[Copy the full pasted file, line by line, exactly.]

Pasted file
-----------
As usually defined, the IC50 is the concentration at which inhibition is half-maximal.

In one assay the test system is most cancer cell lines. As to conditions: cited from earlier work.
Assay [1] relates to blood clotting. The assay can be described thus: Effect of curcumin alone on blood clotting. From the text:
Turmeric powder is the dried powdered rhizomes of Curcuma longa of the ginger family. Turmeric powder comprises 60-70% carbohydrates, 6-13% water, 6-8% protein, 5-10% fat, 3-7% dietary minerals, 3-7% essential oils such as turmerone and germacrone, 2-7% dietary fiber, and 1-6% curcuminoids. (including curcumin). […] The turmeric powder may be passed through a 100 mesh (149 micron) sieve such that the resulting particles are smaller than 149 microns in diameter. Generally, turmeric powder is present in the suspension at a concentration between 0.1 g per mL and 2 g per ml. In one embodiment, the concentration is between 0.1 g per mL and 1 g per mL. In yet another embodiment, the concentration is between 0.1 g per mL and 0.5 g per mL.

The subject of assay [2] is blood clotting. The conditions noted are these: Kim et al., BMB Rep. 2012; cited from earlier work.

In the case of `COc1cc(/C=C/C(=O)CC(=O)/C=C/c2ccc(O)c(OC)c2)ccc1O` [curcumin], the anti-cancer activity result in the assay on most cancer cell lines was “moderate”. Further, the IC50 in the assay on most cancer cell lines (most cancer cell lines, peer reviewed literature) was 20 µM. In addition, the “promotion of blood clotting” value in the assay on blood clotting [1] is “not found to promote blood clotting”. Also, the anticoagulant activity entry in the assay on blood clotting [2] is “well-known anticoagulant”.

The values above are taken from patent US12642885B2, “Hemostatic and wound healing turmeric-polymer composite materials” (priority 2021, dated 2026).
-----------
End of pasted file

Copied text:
As usually defined, the IC50 is the concentration at which inhibition is half-maximal.

In one assay the test system is most cancer cell lines. As to conditions: cited from earlier work.
Assay [1] relates to blood clotting. The assay can be described thus: Effect of curcumin alone on blood clotting. From the text:
Turmeric powder is the dried powdered rhizomes of Curcuma longa of the ginger family. Turmeric powder comprises 60-70% carbohydrates, 6-13% water, 6-8% protein, 5-10% fat, 3-7% dietary minerals, 3-7% essential oils such as turmerone and germacrone, 2-7% dietary fiber, and 1-6% curcuminoids. (including curcumin). […] The turmeric powder may be passed through a 100 mesh (149 micron) sieve such that the resulting particles are smaller than 149 microns in diameter. Generally, turmeric powder is present in the suspension at a concentration between 0.1 g per mL and 2 g per ml. In one embodiment, the concentration is between 0.1 g per mL and 1 g per mL. In yet another embodiment, the concentration is between 0.1 g per mL and 0.5 g per mL.

The subject of assay [2] is blood clotting. The conditions noted are these: Kim et al., BMB Rep. 2012; cited from earlier work.

In the case of `COc1cc(/C=C/C(=O)CC(=O)/C=C/c2ccc(O)c(OC)c2)ccc1O` [curcumin], the anti-cancer activity result in the assay on most cancer cell lines was “moderate”. Further, the IC50 in the assay on most cancer cell lines (most cancer cell lines, peer reviewed literature) was 20 µM. In addition, the “promotion of blood clotting” value in the assay on blood clotting [1] is “not found to promote blood clotting”. Also, the anticoagulant activity entry in the assay on blood clotting [2] is “well-known anticoagulant”.

The values above are taken from patent US12642885B2, “Hemostatic and wound healing turmeric-polymer composite materials” (priority 2021, dated 2026).